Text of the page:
Just a few snaps from last week:
When the tide goes out, you’ll always find someone poking about in the rock pools left behind. Sometimes an octopus hides in between rocks, waiting for the next tide to move back out to sea, and the small fish who didn’t get washed back into the ocean make bait for local fishermen. Nice half hour whiled away eating passion fruit ice cream with mango sorbet and watching this guy in El Médano the other day.
From the south of the island our view of El Teide, highest mountain in Spain, is from a distance, surrounded by foothills, as in this picture from last year after the first snows, which was taken close to where I live now.
But, as you drive north, taking the motorway route, instead of crossing the mountain, you come to a point on the autopista del norte where the mountain rears to your left, almost as if it’s in 3D, so different does it look from the views so familiar from the south. Of course, tempting though it is, you can’t stop in the middle of the motorway to snap, but the other day, stopping in El Sauzal, I snapped this from the church plaza. You can see how it dominates the skyline above Puerto de la Cruz, and can imagine how fierce it must have been for the original, aboriginal inhabitants, the Guanches. There was still significant volcanic activity on the island at the time it was conquered at the end of the 15th century.
And this is the pretty church square of the church of St Peter the Apostle in El Sauzal. We didn’t go inside, because it was Sunday, and mass was in progress. The church with its 18th century tower, and its square are quite typical of the island.
When I first realized that there was a village called El Sauzal on Tenerife, my Steinbeck-loving heart skipped a beat, and I envisaged a little fishing village peopled by outrageous but loveable characters, so I was disappointed when I finally went there (expectations are the parents of all disappointments!). That was silly of me, of course, similar though the climate is to parts of California, this is an island off the coast of Africa! El Sauzal, the place where the willows grow, in Tenerife was about agriculture rather than fishing, and these days is more about being a pretty, suburban area with some very elegant properties around. There is also a very attractive mirador, which has a highly recommended ice cream parlor (no, I am not obsessed with ice cream parlors, since you ask……..well, maybe, just a little!), which was closed on Sunday morning, a fact for which my hips are eternally grateful. The mirador itself, however, was open for us to enjoy its stunning views.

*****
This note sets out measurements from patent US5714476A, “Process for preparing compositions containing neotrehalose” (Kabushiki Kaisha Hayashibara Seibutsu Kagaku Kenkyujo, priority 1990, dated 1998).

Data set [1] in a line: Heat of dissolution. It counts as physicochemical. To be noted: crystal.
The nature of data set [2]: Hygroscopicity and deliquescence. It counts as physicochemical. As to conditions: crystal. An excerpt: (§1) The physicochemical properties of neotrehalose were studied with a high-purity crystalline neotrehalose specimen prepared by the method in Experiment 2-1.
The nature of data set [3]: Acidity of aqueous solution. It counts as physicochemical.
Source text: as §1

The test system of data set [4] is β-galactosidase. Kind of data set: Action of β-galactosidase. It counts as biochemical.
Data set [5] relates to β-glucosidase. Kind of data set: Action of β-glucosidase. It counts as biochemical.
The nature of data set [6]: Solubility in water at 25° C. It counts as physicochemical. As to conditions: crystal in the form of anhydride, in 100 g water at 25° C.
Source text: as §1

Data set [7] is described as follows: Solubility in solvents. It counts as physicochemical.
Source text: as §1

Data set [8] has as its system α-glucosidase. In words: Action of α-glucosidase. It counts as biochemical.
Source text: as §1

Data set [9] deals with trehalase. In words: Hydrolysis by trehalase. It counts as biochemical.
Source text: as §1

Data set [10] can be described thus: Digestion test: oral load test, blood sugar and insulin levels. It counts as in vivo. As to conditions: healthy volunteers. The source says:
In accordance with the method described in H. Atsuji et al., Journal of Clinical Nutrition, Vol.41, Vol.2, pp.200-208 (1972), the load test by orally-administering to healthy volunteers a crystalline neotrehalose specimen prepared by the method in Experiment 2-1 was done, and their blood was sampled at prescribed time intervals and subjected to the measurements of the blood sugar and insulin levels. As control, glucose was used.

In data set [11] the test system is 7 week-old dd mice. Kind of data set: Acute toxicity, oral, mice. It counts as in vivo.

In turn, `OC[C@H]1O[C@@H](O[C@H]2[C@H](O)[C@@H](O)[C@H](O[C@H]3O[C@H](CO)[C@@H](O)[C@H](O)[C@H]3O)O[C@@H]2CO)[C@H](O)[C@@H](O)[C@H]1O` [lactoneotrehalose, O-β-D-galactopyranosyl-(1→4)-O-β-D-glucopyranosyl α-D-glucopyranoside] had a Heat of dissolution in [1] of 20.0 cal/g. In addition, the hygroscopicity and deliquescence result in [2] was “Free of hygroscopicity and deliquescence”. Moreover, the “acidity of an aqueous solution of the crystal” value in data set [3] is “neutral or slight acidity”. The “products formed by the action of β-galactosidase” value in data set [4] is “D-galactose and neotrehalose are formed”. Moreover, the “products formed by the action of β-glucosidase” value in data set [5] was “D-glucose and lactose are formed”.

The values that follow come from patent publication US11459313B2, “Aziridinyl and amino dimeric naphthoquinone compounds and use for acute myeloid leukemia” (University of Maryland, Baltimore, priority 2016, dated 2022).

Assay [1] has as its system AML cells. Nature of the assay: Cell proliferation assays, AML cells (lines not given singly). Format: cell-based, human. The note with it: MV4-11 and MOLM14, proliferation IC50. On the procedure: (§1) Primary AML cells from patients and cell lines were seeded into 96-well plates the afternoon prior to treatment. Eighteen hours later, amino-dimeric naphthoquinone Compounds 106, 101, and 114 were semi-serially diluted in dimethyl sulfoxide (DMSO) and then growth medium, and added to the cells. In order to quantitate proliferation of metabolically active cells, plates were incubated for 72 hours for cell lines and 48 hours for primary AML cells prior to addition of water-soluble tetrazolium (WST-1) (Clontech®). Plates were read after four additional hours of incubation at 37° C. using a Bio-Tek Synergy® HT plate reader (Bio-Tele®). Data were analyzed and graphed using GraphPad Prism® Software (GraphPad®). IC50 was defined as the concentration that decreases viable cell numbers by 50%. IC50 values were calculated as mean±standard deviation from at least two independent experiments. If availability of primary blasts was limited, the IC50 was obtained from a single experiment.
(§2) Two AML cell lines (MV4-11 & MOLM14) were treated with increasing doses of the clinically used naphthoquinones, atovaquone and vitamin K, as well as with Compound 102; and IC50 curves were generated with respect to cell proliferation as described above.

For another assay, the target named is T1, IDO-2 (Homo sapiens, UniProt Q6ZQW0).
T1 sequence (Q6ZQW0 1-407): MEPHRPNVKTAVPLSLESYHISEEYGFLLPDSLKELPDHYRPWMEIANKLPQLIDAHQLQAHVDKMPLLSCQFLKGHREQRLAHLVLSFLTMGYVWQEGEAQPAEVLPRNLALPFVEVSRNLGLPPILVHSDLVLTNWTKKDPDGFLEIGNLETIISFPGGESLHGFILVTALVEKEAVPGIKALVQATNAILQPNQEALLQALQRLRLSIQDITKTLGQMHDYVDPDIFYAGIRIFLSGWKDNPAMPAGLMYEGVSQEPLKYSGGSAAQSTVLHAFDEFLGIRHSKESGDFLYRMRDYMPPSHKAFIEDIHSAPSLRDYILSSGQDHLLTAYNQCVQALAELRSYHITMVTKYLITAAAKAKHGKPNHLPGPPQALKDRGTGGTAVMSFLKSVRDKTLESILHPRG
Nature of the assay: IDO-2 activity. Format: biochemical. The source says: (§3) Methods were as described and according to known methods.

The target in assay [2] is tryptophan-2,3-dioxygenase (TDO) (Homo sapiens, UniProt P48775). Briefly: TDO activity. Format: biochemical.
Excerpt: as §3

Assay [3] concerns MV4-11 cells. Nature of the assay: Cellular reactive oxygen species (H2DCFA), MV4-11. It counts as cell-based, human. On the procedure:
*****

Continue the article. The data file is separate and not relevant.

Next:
La Casa del Vino, which has been run by the island government since 1992 is well-maintained and interesting. I’d highly recommend a visit if you still have any doubts about the quality of Canarian wines. The displays in the little museum, however, are a bit faded and refer to pestas – so I think they are in need of an update, especially since wine making is thriving again here.
This is the huge, well-restored wine-press, which takes pride of place in the courtyard, along with barrels and other implements historically used in wine making.
The links between Tenerife and England are strong, despite Nelson’s attempt to snatch the island for the British crown, which has, from time to time, puzzled me. Why aren’t we resented more? (and I won’t even go into what today’s Brits have wrought upon the island!) It hit me, going around this museum – it’s the wine! I knew that historically England had been a huge importer of Canarian wines (as well as other produce – hence Canary Wharf in London), and I knew that Shakespeare had given the nectar several plugs in his works, but in the museum I learned that Shelley, Keats and Marlowe, amongst other great English names, were also aficionados, and the panel pointing out the connection between the wines and literature was composed only of English figures, so we must have historically been as important to the island economy as our tourism is today! And maybe we can lay some of the fault for our high alcoholic consumption on the island’s doorstep, in which case the nightly behaviour in the Veronicas has a certain irony.